My personal favorite is "Just Watch the Fireworks", but I couldn't find a good live video for it, so you get this FANTASTIC performance of "For Me This is Heaven" instead. It's got Rachel Haden, who sang backup vocals in the recording, and was in many seminal acts of her own, such as That Dog and, more importantly, The Rentals.

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Like many on this list, their first album was classic emo, and then they transformed into another genre entirely (in their case, 60s psychedelic rock. Very odd, but very awesome.) But Designing a Nervous Breakdown still holds a very special place in my heart, as I first heard it when I was struggling to learn guitar, and played many of the riffs over and over again.

And because we love our literary references, there are songs on this album titled: "The Heart is A Lonely Hunter," and "Hart Crane."

These guys were also headed for the big-time before they split, closing things out with an appearance on The O.C., if memory serves.

"All Things Ordinary" is a fucking kick-ass song, and the video is pretty damned fun. That is all. I particularly enjoy the "hoedown" skin in the video. Let me know your favorite.

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Rainer Maria has the decency of putting their literary reference right there in their name. This doesn't stop them from naming songs "Breakfast of Champions," however. I was really stuck on which album to choose. Look Now Look Again is more traditionally emo, but Long Knives Drawn is a great example of how to take everything that's great about emo and make it a little less maudlin.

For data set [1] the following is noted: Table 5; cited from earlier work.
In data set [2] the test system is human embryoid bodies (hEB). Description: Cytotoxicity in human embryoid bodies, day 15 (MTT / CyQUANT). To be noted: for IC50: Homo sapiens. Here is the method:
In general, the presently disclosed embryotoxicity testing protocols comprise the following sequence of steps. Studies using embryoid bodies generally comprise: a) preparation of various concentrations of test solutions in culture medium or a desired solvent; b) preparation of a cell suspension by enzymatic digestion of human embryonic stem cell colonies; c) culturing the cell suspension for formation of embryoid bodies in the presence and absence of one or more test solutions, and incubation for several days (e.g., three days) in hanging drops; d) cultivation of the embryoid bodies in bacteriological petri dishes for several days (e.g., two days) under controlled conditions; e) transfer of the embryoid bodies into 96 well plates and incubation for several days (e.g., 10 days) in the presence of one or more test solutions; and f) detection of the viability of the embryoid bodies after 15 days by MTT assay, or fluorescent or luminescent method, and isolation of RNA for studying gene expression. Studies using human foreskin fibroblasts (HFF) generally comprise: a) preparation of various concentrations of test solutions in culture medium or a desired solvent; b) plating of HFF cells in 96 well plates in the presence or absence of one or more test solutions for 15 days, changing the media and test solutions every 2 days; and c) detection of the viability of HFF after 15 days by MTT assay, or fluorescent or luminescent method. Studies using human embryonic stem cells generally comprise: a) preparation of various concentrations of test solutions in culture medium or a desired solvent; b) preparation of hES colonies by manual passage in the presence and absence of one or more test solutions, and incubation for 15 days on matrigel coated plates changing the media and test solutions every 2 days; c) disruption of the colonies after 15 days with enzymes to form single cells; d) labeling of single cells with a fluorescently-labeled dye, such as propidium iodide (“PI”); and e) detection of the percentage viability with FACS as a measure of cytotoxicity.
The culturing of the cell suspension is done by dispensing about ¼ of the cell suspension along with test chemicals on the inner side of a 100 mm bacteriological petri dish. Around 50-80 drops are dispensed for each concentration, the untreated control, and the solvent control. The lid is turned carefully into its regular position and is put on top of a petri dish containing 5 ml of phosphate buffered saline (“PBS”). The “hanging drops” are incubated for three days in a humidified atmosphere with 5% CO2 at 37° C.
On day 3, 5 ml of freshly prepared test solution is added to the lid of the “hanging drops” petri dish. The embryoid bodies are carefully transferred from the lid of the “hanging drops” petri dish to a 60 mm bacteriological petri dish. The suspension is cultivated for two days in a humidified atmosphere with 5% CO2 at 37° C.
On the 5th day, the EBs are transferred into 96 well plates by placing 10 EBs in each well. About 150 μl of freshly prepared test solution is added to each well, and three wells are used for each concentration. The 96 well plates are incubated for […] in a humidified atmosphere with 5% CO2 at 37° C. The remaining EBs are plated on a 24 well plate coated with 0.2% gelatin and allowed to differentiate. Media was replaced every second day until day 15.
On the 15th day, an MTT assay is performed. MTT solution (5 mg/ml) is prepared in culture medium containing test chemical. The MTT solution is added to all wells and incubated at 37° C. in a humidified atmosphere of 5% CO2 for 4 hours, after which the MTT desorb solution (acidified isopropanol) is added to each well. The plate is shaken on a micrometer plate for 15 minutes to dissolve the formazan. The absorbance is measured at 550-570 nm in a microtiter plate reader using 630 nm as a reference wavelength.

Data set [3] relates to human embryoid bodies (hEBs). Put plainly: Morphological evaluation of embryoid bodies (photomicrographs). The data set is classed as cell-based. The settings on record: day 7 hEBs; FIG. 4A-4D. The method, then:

But this is an emo list, so I guess Look Now Look Again takes the cake. "Broken Radio" stands as one of the first five emo songs I ever heard (so when people claim there weren't females in emo, I always bristle, even though statistics-wise, it's probably true). The band became extremely polished, but "Broken Radio" makes full use of the rotten production values, and can't quite handle Caitlin de Marrais' shouting (but at 18, I certainly could, and LOVED it).

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Guys, words cannot convey my long-standing and everlasting love for The Juliana Theory. I've seen them live about ten times, and if they hadn't broken up, I'd see them live many more times. They were the second concert I ever attended (the first being The Bangles), and the first time I saw them was within days of heading to college.

They did some serious genre-fucking in this album and in its follow-up, Love, which meant that even when a major label picked them up, they had no idea how to sell the band. Even in their earlier days, they were considered an emo band because no one knew how the hell else to characterize them.